Winter Driving

The vital ingredient is preparation and five minutes is all it takes to have your car and mindset sorted. Muscle memory, the reason you never forget how to ride a bike, lets you down with driving on snow and ice because we do it so infrequently.

Winter Driving

If the thermometer in your car reads 7-degrees Celsius, you are driving in winter conditions. At anything below 3-degrees, you should expect ice. Daylight is in short supply during the winter months, road surfaces are 60% more likely to be wet and, as the cold weather sets in, the chances of ice or snow grow by 35 per cent. The sun’s arc tracks 30-degrees lower across the sky and the grime from salted roads and condensation reduces visibility to a submarine opacity.

The vital ingredient is preparation and five minutes is all it takes to have your car and mindset sorted. Muscle memory, the reason you never forget how to ride a bike, lets you down with driving on snow and ice because we do it so infrequently.

At the lowest end of the scale you have ice, which is practically a frictionless surface at temperatures close to zero. Ironically as ice gets colder it offers more grip.

Snow passes through various states depending on the temperature and how much traffic has compacted it. If it looks hard and polished, it will behave like ice. Fresh, deep snow provides better grip and as it melts away you approach something closer to a wet road.

The easiest way to transform yourself into a winter driving god is to buy a set of winter tyres. En route to Top Gear’s Winter Olympics, our testosterone-charged convoy ventured across a snow-covered Norway to Lillehammer, until we ran into a little local difficulty: a steep, frozen hill at the base of a giant ski jump. Cars in ditches as far as the eye could see, followed by much tyre-kicking and ego-deflation. Then our 24-year old production assistant drove past the lot of us in her Saab Aero, the only vehicle properly decked out for the prevailing weather conditions.

Getting your car as ready as that Saab starts with warming the engine and cranking up the air conditioning and demister. Unless you’re a tank driver, you need front, rear and side vision through the windows, so clear the snow or ice from these areas. Clear the bonnet too, otherwise you get a faceful of snow as soon as you depart. Boiling water can crack the windscreen, but a warm kettle is a quick way to clear ice and be on your way smartly with less misting up.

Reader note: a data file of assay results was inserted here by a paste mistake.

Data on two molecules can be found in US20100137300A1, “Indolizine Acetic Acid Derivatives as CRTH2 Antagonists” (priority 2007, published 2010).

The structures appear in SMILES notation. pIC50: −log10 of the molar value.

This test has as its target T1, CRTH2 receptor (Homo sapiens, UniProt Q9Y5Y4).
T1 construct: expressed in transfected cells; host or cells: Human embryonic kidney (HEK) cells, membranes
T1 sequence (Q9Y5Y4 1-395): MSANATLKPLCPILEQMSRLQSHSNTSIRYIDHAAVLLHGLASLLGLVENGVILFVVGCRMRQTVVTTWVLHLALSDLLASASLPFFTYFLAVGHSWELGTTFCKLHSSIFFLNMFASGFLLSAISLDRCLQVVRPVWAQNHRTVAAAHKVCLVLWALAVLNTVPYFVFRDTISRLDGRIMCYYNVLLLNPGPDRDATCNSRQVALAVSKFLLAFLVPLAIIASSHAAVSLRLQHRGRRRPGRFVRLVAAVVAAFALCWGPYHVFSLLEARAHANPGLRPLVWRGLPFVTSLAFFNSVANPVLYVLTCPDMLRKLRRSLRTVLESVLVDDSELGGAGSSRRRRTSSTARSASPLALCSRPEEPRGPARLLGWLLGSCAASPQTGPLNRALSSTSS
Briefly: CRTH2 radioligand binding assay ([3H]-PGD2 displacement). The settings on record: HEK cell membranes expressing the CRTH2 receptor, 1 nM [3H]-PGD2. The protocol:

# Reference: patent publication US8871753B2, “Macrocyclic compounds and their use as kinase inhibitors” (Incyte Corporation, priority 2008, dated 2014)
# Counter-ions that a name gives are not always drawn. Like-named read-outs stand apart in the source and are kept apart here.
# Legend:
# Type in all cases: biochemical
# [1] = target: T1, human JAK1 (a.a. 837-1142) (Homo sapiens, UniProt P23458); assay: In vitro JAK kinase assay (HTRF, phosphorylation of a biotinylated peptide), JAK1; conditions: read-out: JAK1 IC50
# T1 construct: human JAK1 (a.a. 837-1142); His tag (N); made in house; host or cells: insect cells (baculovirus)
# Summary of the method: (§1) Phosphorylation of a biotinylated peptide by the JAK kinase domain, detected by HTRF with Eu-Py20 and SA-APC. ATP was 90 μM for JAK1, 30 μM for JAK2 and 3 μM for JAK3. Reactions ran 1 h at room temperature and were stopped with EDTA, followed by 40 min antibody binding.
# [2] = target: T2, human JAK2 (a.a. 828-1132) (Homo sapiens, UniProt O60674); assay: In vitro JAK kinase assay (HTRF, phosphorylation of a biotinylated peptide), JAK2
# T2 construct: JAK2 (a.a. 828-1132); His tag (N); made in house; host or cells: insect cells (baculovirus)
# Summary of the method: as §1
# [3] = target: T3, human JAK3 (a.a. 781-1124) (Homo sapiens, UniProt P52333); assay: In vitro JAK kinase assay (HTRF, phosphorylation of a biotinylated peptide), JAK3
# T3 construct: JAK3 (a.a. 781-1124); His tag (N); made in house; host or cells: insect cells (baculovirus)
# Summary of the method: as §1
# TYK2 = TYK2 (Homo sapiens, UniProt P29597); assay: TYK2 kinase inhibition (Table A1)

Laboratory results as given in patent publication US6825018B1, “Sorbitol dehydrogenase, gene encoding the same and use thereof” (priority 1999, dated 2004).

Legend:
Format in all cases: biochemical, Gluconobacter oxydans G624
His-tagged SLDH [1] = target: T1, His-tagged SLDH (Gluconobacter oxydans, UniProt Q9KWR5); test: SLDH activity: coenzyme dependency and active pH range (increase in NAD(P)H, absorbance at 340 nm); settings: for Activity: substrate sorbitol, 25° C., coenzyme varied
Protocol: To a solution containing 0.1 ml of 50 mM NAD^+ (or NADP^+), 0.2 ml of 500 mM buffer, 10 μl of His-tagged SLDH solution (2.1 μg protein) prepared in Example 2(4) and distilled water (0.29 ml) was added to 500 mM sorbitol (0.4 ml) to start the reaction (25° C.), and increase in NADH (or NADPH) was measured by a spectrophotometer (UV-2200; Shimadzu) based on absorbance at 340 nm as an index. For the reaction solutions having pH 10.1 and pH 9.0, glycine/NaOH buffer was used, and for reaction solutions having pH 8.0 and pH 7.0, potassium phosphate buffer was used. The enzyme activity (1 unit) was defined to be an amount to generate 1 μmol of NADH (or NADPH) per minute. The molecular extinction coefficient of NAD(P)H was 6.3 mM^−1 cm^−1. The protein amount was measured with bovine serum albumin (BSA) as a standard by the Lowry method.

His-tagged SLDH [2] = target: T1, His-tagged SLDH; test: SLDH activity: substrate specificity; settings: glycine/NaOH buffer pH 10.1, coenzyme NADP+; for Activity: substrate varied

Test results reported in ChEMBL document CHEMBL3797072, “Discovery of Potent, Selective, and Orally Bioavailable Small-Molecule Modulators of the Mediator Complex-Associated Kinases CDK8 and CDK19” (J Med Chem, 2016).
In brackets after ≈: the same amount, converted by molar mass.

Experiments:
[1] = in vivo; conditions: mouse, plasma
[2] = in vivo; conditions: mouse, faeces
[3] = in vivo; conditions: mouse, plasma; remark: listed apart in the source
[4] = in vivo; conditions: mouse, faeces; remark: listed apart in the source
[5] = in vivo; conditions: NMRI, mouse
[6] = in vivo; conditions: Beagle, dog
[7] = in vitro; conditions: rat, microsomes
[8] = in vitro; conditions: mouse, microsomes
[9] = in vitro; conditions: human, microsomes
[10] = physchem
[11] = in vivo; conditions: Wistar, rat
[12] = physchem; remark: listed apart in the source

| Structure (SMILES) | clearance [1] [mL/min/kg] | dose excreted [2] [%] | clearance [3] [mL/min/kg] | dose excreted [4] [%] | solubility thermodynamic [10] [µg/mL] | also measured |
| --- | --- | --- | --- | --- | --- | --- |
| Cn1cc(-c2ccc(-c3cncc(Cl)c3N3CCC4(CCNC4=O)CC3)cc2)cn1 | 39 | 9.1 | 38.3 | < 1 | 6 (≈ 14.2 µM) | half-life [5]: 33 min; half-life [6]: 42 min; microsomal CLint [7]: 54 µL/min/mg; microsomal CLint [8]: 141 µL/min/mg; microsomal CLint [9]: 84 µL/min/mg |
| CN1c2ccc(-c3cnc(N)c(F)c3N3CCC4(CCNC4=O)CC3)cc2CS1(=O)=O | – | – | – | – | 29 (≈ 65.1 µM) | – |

Replace knackered windscreen wipers. Don’t use wipers straight away because, if they are frozen to the screen in the morning, the brittle rubber can snap. If there’s time, use freeze-resistant windscreen washer fluid, which works like Kryptonite on freezing fog and sleet.

You need a 50/50 mix of antifreeze and water in the engine’s cooling system. It needs refilling roughly every two years and should be a part of your car’s regular service. If your car runs out and it freezes overnight, there’s a fair chance that vital parts of the engine, like the water pump and the block, will freeze too and then break.

Leave tyre pressures alone. Reducing them does not improve traction on ice, it reduces stability. Unloaded vans and pick-ups are tricky in the snow, so it’s better to add weight to help the tyres bite into the surface. For rear-wheel-drive cars with a front engine and low-profile tyres, try something heavy in the boot.

Unless you love stationary traffic, you want to avoid hills at all costs as they will be littered with crashed lemmings. The higher the road, the colder the weather. Assuming the roads are open, aim for major roads that will have been gritted, avoiding the tiddly lanes that won’t. Allow extra time to get there, and so what if you’re late.

Icy conditions make it easy for the wheels to spin when you accelerate. During a big freeze even the slightest camber or gulley can make leaving a parking space a major extraction.

I prefer to feel the conditions and always use first gear to pull away on ice, but if you find my way too complicated use second gear to reduce the wheelspin. Using very low revs and hardly any throttle, close to stalling, let the engine torque ease the car forward by gradually releasing the clutch to the biting point so that the car barely moves. As soon as you get some momentum, the worst is over and you can feather the throttle until you’re clear. Keep your front wheels as straight as possible, otherwise they will spin.